• synonyms


See more synonyms for curious on Thesaurus.com
  1. eager to learn or know; inquisitive.
  2. prying; meddlesome.
  3. arousing or exciting speculation, interest, or attention through being inexplicable or highly unusual; odd; strange: a curious sort of person; a curious scene.
  4. Archaic.
    1. made or prepared skillfully.
    2. done with painstaking accuracy or attention to detail: a curious inquiry.
    3. careful; fastidious.
    4. marked by intricacy or subtlety.
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Origin of curious

1275–1325; Middle English < Latin cūriōsus careful, inquisitive, equivalent to cūri- (combining form of cūra care) + -ōsus -ous. See cure
Related formscu·ri·ous·ly, adverbcu·ri·ous·ness, nounnon·cu·ri·ous, adjectivenon·cu·ri·ous·ly, adverbnon·cu·ri·ous·ness, nouno·ver·cu·ri·ous, adjectiveo·ver·cu·ri·ous·ly, adverbo·ver·cu·ri·ous·ness, nounsu·per·cu·ri·ous, adjectivesu·per·cu·ri·ous·ly, adverbsu·per·cu·ri·ous·ness, nounun·cu·ri·ous, adjectiveun·cu·ri·ous·ly, adverb


See more synonyms for on Thesaurus.com
1. inquiring, interested. 2. spying, peeping. 3. singular, novel, rare.

Synonym study

2. Curious, inquisitive, meddlesome, prying refer to taking an undue (and petty) interest in others' affairs. Curious implies a desire to know what is not properly one's concern: curious about a neighbor's habits. Inquisitive implies asking impertinent questions in an effort to satisfy curiosity: inquisitive about a neighbor's habits. Meddlesome implies thrusting oneself into and taking an active part in other people's affairs entirely unasked and unwelcomed: a meddlesome cousin who tries to run the affairs of a family. Prying implies a meddlesome and persistent inquiring into others' affairs: a prying reporter inquiring into the secrets of a business firm.


Dictionary.com Unabridged Based on the Random House Unabridged Dictionary, © Random House, Inc. 2018

Related Words


Examples from the Web for curiousness

Historical Examples

  • The curiousness of the subject will, I hope, excuse my dwelling on it for some time.

    A Treatise of Human Nature

    David Hume

  • Surely, that which is forbid as solemn matter of religion, should be rather forbid as mere matter of curiousness.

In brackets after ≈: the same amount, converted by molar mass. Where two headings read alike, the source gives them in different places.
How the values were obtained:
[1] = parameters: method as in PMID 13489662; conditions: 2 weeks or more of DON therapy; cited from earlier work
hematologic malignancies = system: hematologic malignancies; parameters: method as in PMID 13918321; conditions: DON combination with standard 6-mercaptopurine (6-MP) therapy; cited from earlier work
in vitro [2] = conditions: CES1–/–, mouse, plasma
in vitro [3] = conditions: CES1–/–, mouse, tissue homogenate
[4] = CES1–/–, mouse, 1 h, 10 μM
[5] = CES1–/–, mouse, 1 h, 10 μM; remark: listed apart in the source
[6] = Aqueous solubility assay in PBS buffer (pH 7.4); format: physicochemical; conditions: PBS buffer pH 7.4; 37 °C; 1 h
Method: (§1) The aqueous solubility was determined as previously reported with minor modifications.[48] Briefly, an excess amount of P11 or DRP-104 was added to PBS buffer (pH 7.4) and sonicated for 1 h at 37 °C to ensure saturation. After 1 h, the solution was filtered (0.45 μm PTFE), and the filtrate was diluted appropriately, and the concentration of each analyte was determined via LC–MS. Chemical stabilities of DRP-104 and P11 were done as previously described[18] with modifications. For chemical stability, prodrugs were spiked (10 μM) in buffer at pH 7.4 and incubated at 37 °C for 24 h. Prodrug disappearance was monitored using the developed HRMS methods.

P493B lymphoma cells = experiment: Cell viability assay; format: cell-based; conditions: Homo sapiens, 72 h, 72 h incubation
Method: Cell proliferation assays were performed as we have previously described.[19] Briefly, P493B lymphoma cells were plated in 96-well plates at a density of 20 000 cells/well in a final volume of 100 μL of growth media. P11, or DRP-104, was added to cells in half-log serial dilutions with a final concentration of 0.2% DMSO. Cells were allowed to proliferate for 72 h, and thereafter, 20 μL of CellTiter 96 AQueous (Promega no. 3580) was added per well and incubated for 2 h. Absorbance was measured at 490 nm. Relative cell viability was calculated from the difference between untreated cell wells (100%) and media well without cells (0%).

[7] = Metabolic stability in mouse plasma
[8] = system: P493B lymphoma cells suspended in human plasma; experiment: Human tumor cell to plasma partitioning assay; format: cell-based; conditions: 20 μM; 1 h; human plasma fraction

Joyce Morrell's Harvest

    Emily Sarah Holt

  • There is nothing else to recommend the poem except its wit and the curiousness of the subject.

  • Her mother had been frank with her since she had reached the age of curiousness; in turn Mona was frank with her father.

    Painted Veils

    James Huneker

British Dictionary definitions for curiousness


  1. eager to learn; inquisitive
  2. overinquisitive; prying
  3. interesting because of oddness or novelty; strange; unexpected
  4. rare (of workmanship, etc) highly detailed, intricate, or subtle
  5. obsolete fastidious or hard to please
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Derived Formscuriously, adverbcuriousness, noun

Word Origin

C14: from Latin cūriōsus taking pains over something, from cūra care
Collins English Dictionary - Complete & Unabridged 2012 Digital Edition © William Collins Sons & Co. Ltd. 1979, 1986 © HarperCollins Publishers 1998, 2000, 2003, 2005, 2006, 2007, 2009, 2012

Word Origin and History for curiousness



mid-14c., "eager to know" (often in a bad sense), from Old French curios "solicitous, anxious, inquisitive; odd, strange" (Modern French curieux) and directly from Latin curiosus "careful, diligent; inquiring eagerly, meddlesome," akin to cura "care" (see cure (n.)). The objective sense of "exciting curiosity" is 1715 in English. In booksellers' catalogues, the word means "erotic, pornographic." Curiouser and curiouser is from "Alice in Wonderland" (1865).

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Online Etymology Dictionary, © 2010 Douglas Harper